The Mysterious Art of Color Forecasting
A look at the unscientific process intended to help consumers and professionals predict what colors will be hot next year.
|Current forecasts from paint manufacturers include the Sweet Jazz palette from Behr Paints’ 2013 forecast, shown above in a bathroom setting with Bee’s Knees and Jazzy Jade dollops.|
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While the formulation of high-performance paint is a technical process, the craft of forecasting that paint's color is an unscientific one, say color experts. Color forecasters hope to give both consumers and professionals some direction in the seemingly endless choices they have when selecting interior paints and finishes.
To develop their annual lists, forecasting teams research trends they see across multiple industries throughout the year and then search for repeating themes that will be translated into palettes. “Trends continue to morph and evolve throughout the year,” says Donna Schroeder, manager of color and design for Pratt & Lambert Paints. “Forecasting is an ongoing process that never really ends.”
Depending on the company, forecasts are introduced at strategic times of the year, and sometimes up to 18 months in advance. Sherwin-Williams introduces its annual forecast at the NeoCon trade show in June. “We don't like to put our forecast out too far in advance,” says Jackie Jordan, director of color marketing for the company. “We believe things change so quickly that if we forecast 18 months ahead, it might not be as relevant six or eight months down the road.”
Color forecasters agree that almost anything can serve as inspiration, from politics and the economy to pop culture, the automotive industry, and the arts. According to Erika Woelfel, director of color at Behr Paints, “Even people talking about the decline of bees can influence the inclusion of honey-golden tones.” Jordan says the Sherwin-Williams forecast was inspired by a range of sources, from the '60s style of pop icon Adele to the steampunk aesthetic to bright neon and electroluminescent lighting. Fashion, of course, remains a major influence on interiors. “If a color remains popular in fashion for at least two seasons, you see it filtering down into objects for the home,” says Woelfel. The research needs to remain hands-on to be useful, however. “At the end of the day, we are a paint product, and we have to work with actual samples and actual products,” she says.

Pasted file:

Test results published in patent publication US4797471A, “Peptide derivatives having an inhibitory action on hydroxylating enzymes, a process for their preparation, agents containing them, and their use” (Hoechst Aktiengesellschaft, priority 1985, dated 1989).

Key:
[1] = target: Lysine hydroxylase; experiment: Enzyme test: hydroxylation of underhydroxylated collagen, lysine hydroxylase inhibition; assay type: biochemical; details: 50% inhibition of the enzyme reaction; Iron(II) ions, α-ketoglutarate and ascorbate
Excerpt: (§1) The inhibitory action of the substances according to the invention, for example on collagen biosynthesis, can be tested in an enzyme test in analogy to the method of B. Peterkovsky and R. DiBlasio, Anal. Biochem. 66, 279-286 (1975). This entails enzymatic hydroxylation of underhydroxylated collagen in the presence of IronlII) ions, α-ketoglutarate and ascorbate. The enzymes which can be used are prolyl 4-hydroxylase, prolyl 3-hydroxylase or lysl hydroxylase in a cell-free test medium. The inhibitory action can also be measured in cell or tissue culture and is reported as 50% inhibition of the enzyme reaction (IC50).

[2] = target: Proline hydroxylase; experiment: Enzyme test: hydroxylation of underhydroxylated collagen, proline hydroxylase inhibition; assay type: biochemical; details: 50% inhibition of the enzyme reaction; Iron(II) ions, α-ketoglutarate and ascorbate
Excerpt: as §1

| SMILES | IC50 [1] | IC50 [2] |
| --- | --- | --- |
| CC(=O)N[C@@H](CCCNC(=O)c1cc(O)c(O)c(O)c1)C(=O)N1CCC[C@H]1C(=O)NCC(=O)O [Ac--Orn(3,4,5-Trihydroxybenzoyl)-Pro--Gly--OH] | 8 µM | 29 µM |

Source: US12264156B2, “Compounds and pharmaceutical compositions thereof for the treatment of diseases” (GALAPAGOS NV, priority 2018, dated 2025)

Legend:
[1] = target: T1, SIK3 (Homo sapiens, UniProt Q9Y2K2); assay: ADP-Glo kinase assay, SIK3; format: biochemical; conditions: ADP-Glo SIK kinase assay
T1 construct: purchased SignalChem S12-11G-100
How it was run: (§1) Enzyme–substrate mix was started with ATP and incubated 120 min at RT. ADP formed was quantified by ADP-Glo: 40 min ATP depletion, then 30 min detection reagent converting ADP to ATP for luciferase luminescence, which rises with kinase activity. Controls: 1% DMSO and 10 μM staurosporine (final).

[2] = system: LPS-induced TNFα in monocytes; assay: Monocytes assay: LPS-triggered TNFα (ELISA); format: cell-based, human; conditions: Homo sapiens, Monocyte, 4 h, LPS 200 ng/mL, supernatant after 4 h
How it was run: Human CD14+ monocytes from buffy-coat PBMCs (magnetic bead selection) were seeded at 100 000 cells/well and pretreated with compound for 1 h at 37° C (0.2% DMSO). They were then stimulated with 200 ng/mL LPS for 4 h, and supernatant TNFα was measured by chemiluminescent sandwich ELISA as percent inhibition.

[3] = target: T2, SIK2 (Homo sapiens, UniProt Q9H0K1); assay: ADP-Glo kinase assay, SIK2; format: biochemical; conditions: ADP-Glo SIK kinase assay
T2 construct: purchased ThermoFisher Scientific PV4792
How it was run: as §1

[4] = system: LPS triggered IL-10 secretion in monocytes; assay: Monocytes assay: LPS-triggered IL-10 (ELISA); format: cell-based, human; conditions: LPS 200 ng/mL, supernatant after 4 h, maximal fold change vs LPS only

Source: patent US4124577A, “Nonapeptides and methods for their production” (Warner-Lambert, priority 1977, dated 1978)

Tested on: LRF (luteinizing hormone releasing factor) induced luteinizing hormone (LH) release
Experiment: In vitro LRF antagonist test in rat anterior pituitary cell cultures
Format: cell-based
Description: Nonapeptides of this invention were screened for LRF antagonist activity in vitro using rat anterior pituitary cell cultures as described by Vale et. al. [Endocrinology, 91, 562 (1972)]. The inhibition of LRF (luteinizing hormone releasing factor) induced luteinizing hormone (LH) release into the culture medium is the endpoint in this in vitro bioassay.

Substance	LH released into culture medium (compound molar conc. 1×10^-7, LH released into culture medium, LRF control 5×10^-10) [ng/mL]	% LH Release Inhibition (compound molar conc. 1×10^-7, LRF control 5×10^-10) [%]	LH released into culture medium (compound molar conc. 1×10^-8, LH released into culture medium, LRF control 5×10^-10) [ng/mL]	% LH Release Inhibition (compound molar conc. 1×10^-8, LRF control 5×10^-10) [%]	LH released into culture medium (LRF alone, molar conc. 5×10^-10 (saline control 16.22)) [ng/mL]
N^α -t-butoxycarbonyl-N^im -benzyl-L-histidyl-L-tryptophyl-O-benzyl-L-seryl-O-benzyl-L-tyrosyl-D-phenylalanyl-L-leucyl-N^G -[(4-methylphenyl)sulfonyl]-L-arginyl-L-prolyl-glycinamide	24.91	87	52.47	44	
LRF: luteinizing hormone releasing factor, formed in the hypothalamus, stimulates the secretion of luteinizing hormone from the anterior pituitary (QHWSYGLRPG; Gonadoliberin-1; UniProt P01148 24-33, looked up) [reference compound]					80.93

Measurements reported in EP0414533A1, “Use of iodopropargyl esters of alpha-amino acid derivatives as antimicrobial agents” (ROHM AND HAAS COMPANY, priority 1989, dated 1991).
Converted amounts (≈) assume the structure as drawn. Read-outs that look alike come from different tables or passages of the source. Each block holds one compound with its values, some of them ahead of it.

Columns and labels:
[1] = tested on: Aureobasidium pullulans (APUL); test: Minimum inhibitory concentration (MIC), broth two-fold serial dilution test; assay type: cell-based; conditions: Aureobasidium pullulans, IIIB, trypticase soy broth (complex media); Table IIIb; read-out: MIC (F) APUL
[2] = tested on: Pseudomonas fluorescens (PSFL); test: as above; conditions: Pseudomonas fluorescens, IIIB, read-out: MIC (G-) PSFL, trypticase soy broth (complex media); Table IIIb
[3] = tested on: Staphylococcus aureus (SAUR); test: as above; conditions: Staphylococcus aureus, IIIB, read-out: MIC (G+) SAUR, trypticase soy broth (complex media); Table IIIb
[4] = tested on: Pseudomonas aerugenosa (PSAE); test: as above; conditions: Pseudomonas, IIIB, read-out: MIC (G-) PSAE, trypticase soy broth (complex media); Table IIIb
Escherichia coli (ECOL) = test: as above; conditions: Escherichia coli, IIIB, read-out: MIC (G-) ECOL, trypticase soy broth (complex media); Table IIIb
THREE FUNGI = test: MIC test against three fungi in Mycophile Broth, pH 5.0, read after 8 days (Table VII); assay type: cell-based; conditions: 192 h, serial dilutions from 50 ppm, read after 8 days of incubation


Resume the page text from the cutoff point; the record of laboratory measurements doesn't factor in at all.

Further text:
Even though forecasts for the same year may vary from company to company, the process is far from subjective, says Benjamin Moore senior interior designer Sonu Mathew. “It's an observation of what's happening in the world,” she says. It also extends beyond the consumer audience. Dee Schlotter, brand manager of PPG Pittsburgh Paints' program The Voice of Color, says 70 percent of PPG's business is professional, with much of that commercial. “Providing the trends and forecasting service for them is extremely helpful in their new projects,” says Schlotter, adding that the company sees the most interest in its trends program in the hospitality, retail, and health-care sectors.
Pantone, known as the definitive color authority, issues several color forecasts a year. “All manufacturers and designers today are very aware of how important forecasting is and try to stay abreast by looking ahead,” says Leatrice Eiseman, executive director of the Pantone Color Institute. This does not, however, “preclude them from using their knowledge and instincts,” says Eiseman, “but can validate a direction or give new inspiration and direction.”
So what's the hot color for 2013? It depends which forecast you check. But whether it's Lemon Sorbet, Awesome Violet, or Monaco Blue, one thing is for sure—the forecasters are already hard at work looking for what's next.
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